On a recent visit to Edinburgh, my friend and I found ourselves at a loss with about 2 hours to kill, so, being whisky lovers, we decided to pay a little visit to the Scotch Malt Whisky Society’s Queen Street venue to pass some time. Any excuse right? While there we had 4 drams from some of the society’s recent releases which I decided to do reviews of, this review is of the second of those delightful drops. – the first dram, a 19yo Linkwood, can be found here.
Dram number two of the afternoon was 72.51, which, if you know your SMWS codes (you can find out more about them here) means that this one came from the Miltonduff distillery, in Speyside. The details for the bottling are below:
|Cask No.||72.51 – Miltonduff|
|Bottle Name||Pepper-crusted charred roast beef|
|Cask Type||1st Fill White Wine/Virgin Oak Hogshead|
|Alcoholic Strength||60% ABV.|
|Number of Bottles||252|
|Tasting Notes||The whisky, previously in a 1st fill white wine hogshead, reminded us of an ‘unmovable force’ only swaying a little when adding some water.|
For the second whisky of the day we had another one of the societies resent soirees into finishing and secondary maturation. This 12 year old Miltonduff was distilled on the 23rd of September in 2004, from here it was filled into a 1st fill white wine hogshead. After an undisclosed amount of time it was then transferred into a virgin oak hogshead where it sat until bottling. I wasn’t sure what to expect with this sort of casking, or the title given to this whisky, but it certainly wasn’t what I got!
Upfront it was bitter, with a tannic grapeyness, and incredibly earthy. It was quite sour also and sulphury. As you could have expected from the labelling it was going to have savouriness to it, which came through initially as roast meats. Was this even whisky? Sticking with it we got overripe pears, white grapes and smoked cashew nuts, backed up by an array of different spice from vanilla to garam masala to cracked black pepper. Some sweet caramel and brown sugar battle through the bitter, sulphury edge with a dash of water. The water also brought out under ripe conference pears and more wood character. It was an intriguing nose and different to anything I had nosed before so I was looking to see how this came through on the palate.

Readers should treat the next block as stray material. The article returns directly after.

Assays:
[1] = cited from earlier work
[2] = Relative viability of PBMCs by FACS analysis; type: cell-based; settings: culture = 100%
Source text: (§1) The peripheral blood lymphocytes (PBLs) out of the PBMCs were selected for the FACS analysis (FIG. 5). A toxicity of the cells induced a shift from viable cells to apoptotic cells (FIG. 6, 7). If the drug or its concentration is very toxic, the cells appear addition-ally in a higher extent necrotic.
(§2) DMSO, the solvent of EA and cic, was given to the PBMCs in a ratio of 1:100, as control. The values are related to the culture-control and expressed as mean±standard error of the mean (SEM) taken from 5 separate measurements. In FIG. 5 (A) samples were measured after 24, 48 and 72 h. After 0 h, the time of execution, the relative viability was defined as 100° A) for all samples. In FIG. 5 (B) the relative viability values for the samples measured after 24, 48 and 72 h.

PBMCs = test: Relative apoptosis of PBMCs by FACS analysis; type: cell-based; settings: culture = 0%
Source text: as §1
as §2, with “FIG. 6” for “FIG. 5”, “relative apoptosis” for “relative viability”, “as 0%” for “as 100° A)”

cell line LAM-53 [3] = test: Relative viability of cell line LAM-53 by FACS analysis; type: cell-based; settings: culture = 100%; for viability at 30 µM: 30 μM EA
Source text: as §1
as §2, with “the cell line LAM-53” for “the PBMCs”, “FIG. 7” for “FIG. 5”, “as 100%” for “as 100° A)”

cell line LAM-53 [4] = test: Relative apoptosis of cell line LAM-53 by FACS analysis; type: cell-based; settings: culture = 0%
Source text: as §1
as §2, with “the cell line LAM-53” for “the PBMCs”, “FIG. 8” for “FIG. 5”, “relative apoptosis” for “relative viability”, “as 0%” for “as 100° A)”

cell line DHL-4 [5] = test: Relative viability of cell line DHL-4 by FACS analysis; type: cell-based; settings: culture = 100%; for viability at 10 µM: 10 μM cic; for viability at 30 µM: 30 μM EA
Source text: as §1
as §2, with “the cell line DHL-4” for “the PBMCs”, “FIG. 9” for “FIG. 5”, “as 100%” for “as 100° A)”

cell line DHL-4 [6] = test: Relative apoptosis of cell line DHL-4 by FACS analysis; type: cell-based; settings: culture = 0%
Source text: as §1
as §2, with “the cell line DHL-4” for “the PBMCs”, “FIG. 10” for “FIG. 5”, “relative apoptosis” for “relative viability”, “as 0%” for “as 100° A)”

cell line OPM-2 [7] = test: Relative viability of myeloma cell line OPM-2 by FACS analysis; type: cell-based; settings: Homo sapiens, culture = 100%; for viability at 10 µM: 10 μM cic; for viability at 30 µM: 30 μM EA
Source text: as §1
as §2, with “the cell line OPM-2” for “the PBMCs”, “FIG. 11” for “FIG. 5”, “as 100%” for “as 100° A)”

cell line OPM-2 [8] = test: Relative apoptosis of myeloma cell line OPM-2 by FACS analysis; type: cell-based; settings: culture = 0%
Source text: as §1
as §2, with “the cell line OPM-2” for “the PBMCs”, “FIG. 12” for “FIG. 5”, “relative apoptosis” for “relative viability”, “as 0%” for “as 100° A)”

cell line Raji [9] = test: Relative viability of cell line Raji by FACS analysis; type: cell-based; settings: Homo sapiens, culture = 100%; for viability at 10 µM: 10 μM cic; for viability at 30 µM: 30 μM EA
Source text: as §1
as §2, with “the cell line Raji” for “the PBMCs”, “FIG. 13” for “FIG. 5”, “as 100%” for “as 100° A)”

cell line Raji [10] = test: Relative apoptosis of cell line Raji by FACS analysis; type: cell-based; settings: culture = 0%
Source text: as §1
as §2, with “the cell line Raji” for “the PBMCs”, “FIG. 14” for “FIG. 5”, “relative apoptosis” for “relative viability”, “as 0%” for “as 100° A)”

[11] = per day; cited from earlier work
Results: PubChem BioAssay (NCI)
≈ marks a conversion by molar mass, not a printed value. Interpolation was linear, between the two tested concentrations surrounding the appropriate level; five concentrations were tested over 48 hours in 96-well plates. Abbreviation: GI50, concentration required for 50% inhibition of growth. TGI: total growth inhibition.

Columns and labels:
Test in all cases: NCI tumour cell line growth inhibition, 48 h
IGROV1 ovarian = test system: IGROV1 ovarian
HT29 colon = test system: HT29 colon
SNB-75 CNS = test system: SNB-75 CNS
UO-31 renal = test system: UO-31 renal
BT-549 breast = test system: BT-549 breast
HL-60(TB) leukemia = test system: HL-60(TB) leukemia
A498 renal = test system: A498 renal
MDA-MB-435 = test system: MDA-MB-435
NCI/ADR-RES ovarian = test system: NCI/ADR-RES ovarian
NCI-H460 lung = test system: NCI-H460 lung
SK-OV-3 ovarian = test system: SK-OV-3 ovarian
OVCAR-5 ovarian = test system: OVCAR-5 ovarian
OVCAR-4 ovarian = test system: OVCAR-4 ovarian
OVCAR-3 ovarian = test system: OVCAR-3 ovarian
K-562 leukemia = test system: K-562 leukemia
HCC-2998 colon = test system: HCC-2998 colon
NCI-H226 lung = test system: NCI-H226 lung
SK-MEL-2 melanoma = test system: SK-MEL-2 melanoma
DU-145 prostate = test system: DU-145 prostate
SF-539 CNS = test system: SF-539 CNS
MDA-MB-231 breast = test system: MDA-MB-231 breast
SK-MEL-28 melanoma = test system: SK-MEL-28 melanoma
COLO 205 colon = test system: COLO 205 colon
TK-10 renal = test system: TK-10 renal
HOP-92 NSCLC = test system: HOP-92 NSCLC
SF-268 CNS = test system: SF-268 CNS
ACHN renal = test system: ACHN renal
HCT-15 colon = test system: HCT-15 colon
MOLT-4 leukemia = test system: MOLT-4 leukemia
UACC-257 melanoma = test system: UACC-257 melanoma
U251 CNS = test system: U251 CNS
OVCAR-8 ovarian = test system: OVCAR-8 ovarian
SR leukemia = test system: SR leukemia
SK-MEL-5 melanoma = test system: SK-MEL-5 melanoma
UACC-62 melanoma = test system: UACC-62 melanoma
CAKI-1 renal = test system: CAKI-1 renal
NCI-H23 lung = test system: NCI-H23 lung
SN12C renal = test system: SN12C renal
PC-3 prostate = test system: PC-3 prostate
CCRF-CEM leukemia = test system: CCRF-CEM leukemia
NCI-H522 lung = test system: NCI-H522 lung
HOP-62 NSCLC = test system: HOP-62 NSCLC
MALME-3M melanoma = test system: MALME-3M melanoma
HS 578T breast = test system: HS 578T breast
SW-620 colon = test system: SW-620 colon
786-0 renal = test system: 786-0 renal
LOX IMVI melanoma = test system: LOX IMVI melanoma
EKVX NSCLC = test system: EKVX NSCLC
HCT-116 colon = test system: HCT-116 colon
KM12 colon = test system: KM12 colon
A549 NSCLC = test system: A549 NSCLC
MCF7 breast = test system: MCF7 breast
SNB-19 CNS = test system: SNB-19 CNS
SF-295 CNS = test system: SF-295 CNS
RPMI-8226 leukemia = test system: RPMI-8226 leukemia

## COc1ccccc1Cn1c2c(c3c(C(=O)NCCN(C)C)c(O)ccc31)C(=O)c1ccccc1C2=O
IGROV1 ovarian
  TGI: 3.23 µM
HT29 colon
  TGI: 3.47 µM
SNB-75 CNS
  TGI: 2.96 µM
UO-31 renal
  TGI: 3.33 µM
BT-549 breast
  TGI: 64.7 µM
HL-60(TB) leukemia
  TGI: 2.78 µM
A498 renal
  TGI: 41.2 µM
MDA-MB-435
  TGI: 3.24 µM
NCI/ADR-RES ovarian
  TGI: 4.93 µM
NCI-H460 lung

Fizzy and strong arrival, the 60% ABV really smacks you in the mouth. It is also hugely sweet and not as winey as the nose, it is immediately clear from tasting that the virgin oak has had quite a strong impact on the flavour profile of this. It’s rich with vanilla, nutmeg and toasted coconut, as well as walnuts. The wineyness comes back through in the development which also brings tannic wood, bitter green cooking apples, milk chocolate and golden syrup. At the last there is a slight wisp of wood smoke. I must say that I hugely preferred the palate to the nose, this is a very odd dram!
The finish is again all about the virgin oak, with subtle suggestions from the white wine cask. Loads of vanilla and coconut shavings lead the way into the finish, which is joined by soft wine tannins. A nice sweet note of mixed peel comes through, as does dried thyme but the finish is fairly short and very drying.
Well, I still don’t know how I felt about this one, there were parts which I really enjoyed but certain aspects which I really wasn’t sure on. I would highly recommend this dram to anyone who can get the chance, not because it’s amazing and everyone will love it (I think this is the type of whisky you will love or hate), but because this is an experience of a dram. It is so different to anything that I have tried before and found it very interesting. We were both unsure of dram 2, so with over an hour still to go before our train we opted to go for a third.